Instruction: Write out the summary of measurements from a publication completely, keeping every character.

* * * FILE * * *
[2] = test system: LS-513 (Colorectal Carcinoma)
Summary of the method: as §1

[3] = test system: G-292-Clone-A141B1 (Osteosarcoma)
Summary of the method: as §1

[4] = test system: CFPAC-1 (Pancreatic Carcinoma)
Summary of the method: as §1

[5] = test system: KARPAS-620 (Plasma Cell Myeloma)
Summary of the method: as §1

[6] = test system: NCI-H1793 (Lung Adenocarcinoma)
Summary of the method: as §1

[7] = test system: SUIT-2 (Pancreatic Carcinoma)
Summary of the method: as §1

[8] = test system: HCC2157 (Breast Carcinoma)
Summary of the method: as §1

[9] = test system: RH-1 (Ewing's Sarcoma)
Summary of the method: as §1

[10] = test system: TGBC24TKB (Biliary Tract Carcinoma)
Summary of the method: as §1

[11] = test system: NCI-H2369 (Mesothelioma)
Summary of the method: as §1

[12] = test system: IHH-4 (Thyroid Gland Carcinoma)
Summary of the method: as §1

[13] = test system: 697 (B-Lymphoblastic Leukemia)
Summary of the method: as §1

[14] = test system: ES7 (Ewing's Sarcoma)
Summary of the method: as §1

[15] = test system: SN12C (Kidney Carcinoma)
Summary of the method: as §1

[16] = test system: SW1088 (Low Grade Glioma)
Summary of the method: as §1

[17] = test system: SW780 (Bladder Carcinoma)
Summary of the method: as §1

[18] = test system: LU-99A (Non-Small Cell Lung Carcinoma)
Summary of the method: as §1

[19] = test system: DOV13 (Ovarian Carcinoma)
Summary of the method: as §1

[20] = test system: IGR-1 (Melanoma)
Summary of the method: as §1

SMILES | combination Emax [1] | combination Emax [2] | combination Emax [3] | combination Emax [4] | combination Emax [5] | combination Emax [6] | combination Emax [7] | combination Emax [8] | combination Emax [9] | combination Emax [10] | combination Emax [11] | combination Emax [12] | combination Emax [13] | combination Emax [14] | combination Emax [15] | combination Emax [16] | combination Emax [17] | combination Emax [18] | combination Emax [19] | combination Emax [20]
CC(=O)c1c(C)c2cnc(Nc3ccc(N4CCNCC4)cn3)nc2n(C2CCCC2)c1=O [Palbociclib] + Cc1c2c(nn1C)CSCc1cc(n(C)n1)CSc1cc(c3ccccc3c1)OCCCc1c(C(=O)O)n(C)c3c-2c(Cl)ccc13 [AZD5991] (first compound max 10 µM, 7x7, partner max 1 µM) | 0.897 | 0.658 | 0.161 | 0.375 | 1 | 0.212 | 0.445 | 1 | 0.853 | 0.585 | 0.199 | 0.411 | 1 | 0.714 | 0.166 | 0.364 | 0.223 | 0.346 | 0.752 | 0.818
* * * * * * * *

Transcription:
[2] = test system: LS-513 (Colorectal Carcinoma)
Summary of the method: as §1

[3] = test system: G-292-Clone-A141B1 (Osteosarcoma)
Summary of the method: as §1

[4] = test system: CFPAC-1 (Pancreatic Carcinoma)
Summary of the method: as §1

[5] = test system: KARPAS-620 (Plasma Cell Myeloma)
Summary of the method: as §1

[6] = test system: NCI-H1793 (Lung Adenocarcinoma)
Summary of the method: as §1

[7] = test system: SUIT-2 (Pancreatic Carcinoma)
Summary of the method: as §1

[8] = test system: HCC2157 (Breast Carcinoma)
Summary of the method: as §1

[9] = test system: RH-1 (Ewing's Sarcoma)
Summary of the method: as §1

[10] = test system: TGBC24TKB (Biliary Tract Carcinoma)
Summary of the method: as §1

[11] = test system: NCI-H2369 (Mesothelioma)
Summary of the method: as §1

[12] = test system: IHH-4 (Thyroid Gland Carcinoma)
Summary of the method: as §1

[13] = test system: 697 (B-Lymphoblastic Leukemia)
Summary of the method: as §1

[14] = test system: ES7 (Ewing's Sarcoma)
Summary of the method: as §1

[15] = test system: SN12C (Kidney Carcinoma)
Summary of the method: as §1

[16] = test system: SW1088 (Low Grade Glioma)
Summary of the method: as §1

[17] = test system: SW780 (Bladder Carcinoma)
Summary of the method: as §1

[18] = test system: LU-99A (Non-Small Cell Lung Carcinoma)
Summary of the method: as §1

[19] = test system: DOV13 (Ovarian Carcinoma)
Summary of the method: as §1

[20] = test system: IGR-1 (Melanoma)
Summary of the method: as §1

SMILES | combination Emax [1] | combination Emax [2] | combination Emax [3] | combination Emax [4] | combination Emax [5] | combination Emax [6] | combination Emax [7] | combination Emax [8] | combination Emax [9] | combination Emax [10] | combination Emax [11] | combination Emax [12] | combination Emax [13] | combination Emax [14] | combination Emax [15] | combination Emax [16] | combination Emax [17] | combination Emax [18] | combination Emax [19] | combination Emax [20]
CC(=O)c1c(C)c2cnc(Nc3ccc(N4CCNCC4)cn3)nc2n(C2CCCC2)c1=O [Palbociclib] + Cc1c2c(nn1C)CSCc1cc(n(C)n1)CSc1cc(c3ccccc3c1)OCCCc1c(C(=O)O)n(C)c3c-2c(Cl)ccc13 [AZD5991] (first compound max 10 µM, 7x7, partner max 1 µM) | 0.897 | 0.658 | 0.161 | 0.375 | 1 | 0.212 | 0.445 | 1 | 0.853 | 0.585 | 0.199 | 0.411 | 1 | 0.714 | 0.166 | 0.364 | 0.223 | 0.346 | 0.752 | 0.818